A fish swallowed up by water bottles. Two silhouettes stuck together, melding into one. These images may sound unsettling and weird, but in the hands of of award-winning poster designers, they become somehow beautiful.
First up is a poster by João Machado, an award-winning designer and proud Graphis Master. Known for his use of unique color palletes, textures, and shapes, the Portuguese designer often uses his work to advocate for wildlife conservation and biodiversity. “Save Me” (above, left) is his latest enviromental work, and portrays a fish swimming in water whose form has been completely overtaken by plastic water bottles. The illustration is a stirring visual depiction of how plastic pollution affects life in our oceans, rivers, and lakes; not only does it destroy their habitats, but it also increases the threat of suffocation, starvation, and drowning for aquatic animals. The black mist surrounding the bottom half of the fish adds a sense of unease and makes the “Save Me” at the top right corner even more poignent; if we don’t want animals to end up like this, it’s in our hands to fix these issues that continue to endanger wildlife and, in turn, ourselves.
“King Oedipus” (above, right) was created by designer and fellow Graphis Master Stephan Bundi for the play “Koenig Oedipus”, which was directed by Rolf Gilomen and premiered at the Theater Orchester Biel Solothurn in Switzerland. The grotesque style performance was based on the Greek tragedy “King Oedipus” by Sophocles, which tells the tale of Laius and Oedipus, a king and his son who both attempt to outwit an oracle’s prophecy after it warns that Oedipus would kill Laius and marry his mother Jocasta in the future. Bundi illustrates Laius’ and Oedipus’ intertwined fates through two human profiles melded together, though the placement of the heads and the angle of the shadows make it appear as if it’s one person caught in motion blur when turning around. Despite facing away from each other, the two figures remain stuck to one another, alluding to the play’s ending where Oedipus unknowingly fulfills the prophecy and eventually recognizes himself as his father’s killer, conceding that despite their efforts, their connection and fate is inevitable.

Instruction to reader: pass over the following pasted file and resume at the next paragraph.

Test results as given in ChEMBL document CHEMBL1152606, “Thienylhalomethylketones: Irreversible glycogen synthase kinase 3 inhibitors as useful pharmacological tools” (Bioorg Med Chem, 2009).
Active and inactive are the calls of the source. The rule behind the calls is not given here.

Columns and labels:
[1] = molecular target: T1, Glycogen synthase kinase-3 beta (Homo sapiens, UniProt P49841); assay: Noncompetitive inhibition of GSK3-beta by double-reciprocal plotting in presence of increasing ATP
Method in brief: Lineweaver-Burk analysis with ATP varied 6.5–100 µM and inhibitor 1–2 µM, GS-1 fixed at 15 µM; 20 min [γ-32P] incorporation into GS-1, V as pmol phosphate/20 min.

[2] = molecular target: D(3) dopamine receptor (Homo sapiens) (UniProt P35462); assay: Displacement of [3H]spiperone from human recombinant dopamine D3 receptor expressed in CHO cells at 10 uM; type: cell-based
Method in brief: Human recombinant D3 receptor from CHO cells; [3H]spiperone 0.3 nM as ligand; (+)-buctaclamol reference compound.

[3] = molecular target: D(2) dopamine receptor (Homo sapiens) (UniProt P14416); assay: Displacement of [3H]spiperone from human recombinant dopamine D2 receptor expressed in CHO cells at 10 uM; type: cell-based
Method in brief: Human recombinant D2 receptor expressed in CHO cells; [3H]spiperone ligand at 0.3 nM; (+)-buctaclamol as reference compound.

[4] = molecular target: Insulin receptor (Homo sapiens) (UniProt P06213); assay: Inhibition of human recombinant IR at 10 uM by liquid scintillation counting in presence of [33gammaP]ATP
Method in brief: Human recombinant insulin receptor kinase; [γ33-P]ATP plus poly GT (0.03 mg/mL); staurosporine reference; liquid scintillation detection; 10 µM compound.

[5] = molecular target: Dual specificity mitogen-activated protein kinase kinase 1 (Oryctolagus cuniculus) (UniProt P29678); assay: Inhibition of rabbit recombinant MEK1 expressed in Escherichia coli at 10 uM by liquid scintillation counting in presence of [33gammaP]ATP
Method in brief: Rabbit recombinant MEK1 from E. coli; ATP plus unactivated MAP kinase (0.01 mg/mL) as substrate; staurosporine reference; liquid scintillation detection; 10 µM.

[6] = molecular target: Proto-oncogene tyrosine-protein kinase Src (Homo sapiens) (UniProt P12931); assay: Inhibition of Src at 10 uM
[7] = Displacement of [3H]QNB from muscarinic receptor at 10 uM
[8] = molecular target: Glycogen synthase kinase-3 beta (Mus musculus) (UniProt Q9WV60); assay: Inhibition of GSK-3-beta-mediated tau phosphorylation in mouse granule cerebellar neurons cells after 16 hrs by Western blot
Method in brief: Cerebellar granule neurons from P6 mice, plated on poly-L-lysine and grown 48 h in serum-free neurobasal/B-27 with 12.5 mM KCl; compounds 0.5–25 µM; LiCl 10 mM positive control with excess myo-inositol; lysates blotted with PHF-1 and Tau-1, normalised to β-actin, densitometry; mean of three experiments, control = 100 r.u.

When the Worldwide Graphic Designers organization prompted its participants to dedicate a poster to a design legend from their country, mixed media artist and silver winner Keith Kitz knew exactly who he wanted to pay homage to. Revered for her groundbreaking contributions to the graphic design field, April Greiman was one of the first designers to embrace computer technology as a design tool. She also introduced the European New Wave design style (whose characteristics include inconsistent letterspacing, varying typeweights within single words, and type set at non-right angles) to the US during the late 70s and early 80s. Kitz’s piece, “Think Play Innovate (Thank You April)” (above, left) takes inspiration from some of Greiman’s by creating a collage of clips and images in funky 80s colors. Emulating Greiman’s Wet and Pacific Wave posters, with their loud primary colors, geometic shapes, and rich layering, Kitz honors the story of her career and influence in the design industry.
Lastly is “Sirius” (above, right), a series of posters called byKirsten Gracieof the Australian design firm Hoyne. Created for the real-estate company JDH Capital, the posters showcase the company’s new property on the Sydney harbor through stunning photography that captures the modern redesign of the building and the waterfront views around the residence, including the iconic Sydney Opera House. With phrases such as “Reborn” and “Iconic” framing the photos, each poster utilizes futuristic sans-serif typeface, hierarchy, and unique layouts to present the property, emphasizing Sirius’ quintessential location at the center of contemporary art and culture and to “live like no other”.
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